Ah, summertime. The 1st May is celebrated in the British Isles as May Day, with many parts of the holiday traceable back to the Celtic festival of Beltane. This of course gives the green light for all sorts of wacky and dangerous activities up and down the country. Learn about a few of them in this article that I have written for The Spooky Isles.
“As I walked on and the eerie crunch, crunch sounded behind me I was seized with terror and took to my heels, staggering blindly among the bounders for four or five miles nearly down to Rothiemurchus Forest. Whatever you make of it I do not know, but there is something very queer about the top of Ben MacDhui and I will not go back there again by myself I know.”
Something terrifying is said to traipse around the lonely peak of Ben MacDhui and the Cairngorms in Scotland. Read about “Am Fear Liath Mòr” (The Big Grey Man) in this article.
A lesser-known tradition of May Day comes from the Isle of Anglesey and North Wales; crogi gwr gwellt. It involves making a corn dolly in the shape of a man, and hanging it near the home of a sweetheart in order to be rid of a love rival. Learn more about the folklore of this confrontational craft, and how to make your own.
Castell Coch is located near Caerphilly in South Wales. It’s an amazing little place; if you ever visit the castle, it really feels as if you’ve walked into a fairy tale. When I was asked to write about a castle for May’s issue of Celtic Guide, this was an easy choice for me!
Commissioned by a wealthy Victorian, it is one of the finest examples in Britain of the Romantic Gothic style, complete with Arts and Crafts furnishings, and Pre-Raphaelite art. Find out more in this month’s Celtic Guide, which is available as a free pdf download, and also as hard copy on Amazon.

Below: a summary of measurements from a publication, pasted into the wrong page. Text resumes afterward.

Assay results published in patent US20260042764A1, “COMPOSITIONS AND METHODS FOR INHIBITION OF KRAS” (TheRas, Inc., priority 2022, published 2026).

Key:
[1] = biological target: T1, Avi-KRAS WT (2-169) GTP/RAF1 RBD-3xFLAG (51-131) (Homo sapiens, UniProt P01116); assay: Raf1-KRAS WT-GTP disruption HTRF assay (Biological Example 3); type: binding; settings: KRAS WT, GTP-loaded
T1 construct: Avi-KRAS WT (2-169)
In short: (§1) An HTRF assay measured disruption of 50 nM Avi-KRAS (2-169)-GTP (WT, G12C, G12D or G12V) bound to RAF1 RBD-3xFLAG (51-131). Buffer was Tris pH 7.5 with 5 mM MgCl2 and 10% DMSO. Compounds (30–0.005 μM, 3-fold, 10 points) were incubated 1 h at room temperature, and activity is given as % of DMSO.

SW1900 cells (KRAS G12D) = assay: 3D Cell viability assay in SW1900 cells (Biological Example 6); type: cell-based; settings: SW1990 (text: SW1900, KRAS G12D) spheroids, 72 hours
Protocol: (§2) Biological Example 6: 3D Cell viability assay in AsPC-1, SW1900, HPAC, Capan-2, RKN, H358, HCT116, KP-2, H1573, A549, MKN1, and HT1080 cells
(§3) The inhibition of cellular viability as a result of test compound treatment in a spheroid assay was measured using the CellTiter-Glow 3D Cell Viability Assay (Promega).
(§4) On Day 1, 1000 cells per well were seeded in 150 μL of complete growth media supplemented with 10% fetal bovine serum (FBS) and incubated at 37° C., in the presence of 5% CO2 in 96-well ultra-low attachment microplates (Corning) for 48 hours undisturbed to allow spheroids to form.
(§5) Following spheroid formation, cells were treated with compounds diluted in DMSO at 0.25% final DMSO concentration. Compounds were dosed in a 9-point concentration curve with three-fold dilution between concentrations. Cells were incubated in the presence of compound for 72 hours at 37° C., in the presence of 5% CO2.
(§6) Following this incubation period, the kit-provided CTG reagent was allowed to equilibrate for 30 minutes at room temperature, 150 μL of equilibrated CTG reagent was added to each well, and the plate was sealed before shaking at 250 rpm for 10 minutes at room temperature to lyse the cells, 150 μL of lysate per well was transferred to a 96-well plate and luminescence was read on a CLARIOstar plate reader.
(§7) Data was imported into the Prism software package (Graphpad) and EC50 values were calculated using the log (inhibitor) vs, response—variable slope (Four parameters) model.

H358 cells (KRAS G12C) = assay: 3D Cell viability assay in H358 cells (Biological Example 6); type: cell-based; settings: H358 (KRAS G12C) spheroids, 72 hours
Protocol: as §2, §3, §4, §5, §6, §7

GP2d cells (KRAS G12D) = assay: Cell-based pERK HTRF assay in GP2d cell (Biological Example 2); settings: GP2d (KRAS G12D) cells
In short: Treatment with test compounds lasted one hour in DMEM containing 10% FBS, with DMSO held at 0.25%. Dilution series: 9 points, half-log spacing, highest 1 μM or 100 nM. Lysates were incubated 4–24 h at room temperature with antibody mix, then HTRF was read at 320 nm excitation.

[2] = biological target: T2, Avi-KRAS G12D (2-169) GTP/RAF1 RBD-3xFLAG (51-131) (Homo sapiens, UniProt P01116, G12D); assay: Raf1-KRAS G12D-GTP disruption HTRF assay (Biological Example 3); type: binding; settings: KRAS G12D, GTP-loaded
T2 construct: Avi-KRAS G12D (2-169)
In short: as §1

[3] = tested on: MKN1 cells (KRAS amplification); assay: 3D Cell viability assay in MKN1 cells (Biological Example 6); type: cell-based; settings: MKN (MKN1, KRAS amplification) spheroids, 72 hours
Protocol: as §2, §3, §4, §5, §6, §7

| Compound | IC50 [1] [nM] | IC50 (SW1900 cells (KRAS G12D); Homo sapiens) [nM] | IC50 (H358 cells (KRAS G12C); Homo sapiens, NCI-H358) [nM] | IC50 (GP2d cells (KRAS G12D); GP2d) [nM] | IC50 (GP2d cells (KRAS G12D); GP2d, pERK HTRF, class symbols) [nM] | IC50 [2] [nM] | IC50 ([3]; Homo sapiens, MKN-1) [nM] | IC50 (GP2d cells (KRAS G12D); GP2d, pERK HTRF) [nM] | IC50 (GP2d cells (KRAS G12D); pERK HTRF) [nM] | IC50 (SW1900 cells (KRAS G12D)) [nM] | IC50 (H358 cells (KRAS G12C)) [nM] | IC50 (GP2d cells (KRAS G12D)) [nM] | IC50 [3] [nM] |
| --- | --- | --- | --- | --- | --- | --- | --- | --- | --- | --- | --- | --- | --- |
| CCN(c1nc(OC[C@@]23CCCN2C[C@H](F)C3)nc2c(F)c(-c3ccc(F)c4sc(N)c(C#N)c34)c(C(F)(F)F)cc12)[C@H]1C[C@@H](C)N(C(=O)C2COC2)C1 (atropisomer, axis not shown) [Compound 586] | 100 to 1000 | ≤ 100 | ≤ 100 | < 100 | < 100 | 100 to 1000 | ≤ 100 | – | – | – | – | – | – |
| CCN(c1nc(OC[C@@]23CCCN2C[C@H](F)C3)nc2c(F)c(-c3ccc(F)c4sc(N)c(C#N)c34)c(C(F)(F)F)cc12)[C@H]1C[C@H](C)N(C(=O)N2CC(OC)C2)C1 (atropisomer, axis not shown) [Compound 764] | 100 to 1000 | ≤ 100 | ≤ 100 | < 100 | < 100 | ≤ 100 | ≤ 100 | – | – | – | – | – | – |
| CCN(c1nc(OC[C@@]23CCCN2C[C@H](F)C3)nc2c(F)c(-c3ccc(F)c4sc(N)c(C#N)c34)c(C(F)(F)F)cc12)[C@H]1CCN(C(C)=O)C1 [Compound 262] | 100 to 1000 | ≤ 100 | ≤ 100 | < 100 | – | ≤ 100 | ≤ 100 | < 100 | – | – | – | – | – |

Director of upcoming comedy-horror, The Snarling, Pablo Raybould has had a diverse and fascinating career on both sides of the camera. He talks to me about his new film, the impressive celebrity cast, and the challenges of filming on a budget. You can read it in full on The Spooky Isles.
On 23rd April, the people of England celebrate St. George’s Day. National hero and patron saint, he was a Christian martyr. Whilst most of us are familiar with dragon-slaying legends, the important story of a man saying no to genocide seems to have been forgotten when he was made a figure-head of the Order of the Garter. Find out more about this man, who was said to be born in Turkey – or was it Coventry? The Enigma of Saint George.
Worcester, located in central England, is a beautiful city, steeped in history. The cathedral rises majestically alongside the River Severn, and throughout the town, many historic buildings still survive. From castle walls to Georgian townhouses, the tomb of King John to the Civil War history, Worcester has plenty to offer the visitor with a keen interest in the past. No place sums up the story of the city better than Tudor House, a beautiful little museum located a short walk away from the Cathedral. One of Worcester’s best kept secrets, entry is free. Read more about this museum and start planning your visit!
The British Museum is home to many treasures, including this, the Brooch of Aedwen. It is one of only two of this style found in the UK, and is dated to the Anglo-Saxon period. What makes this special though, is the curse, and cryptic rune etching on the back of the disc. It would seem that the curse may have worked!
It’s “Creepy Kids Week” at The Spooky Isles. I’ve had the pleasure of submitting a folk tale from Herefordshire, England, which tells of a changeling child and the trouble it caused for its chosen mother. You can find it here.
If you enjoy Norse mythology, then you’ve likely heard of their seidkonas and volur using magic to help tip the tide of battle. Featuring in many sagas, these folk skilled in witchcraft, charming, and influencing the threads of fate are fascinating to read about.
What we don’t see very often, is accounts of these sorceresses from the people that were fighting against them. Let alone, the locals using magic of their own against these Norse invaders.
The Norse King’s Sorcerous Daughter is one such story, from Scotland, and tells about how magic was used to fend off viking invaders that were wreaking havoc along the west coast.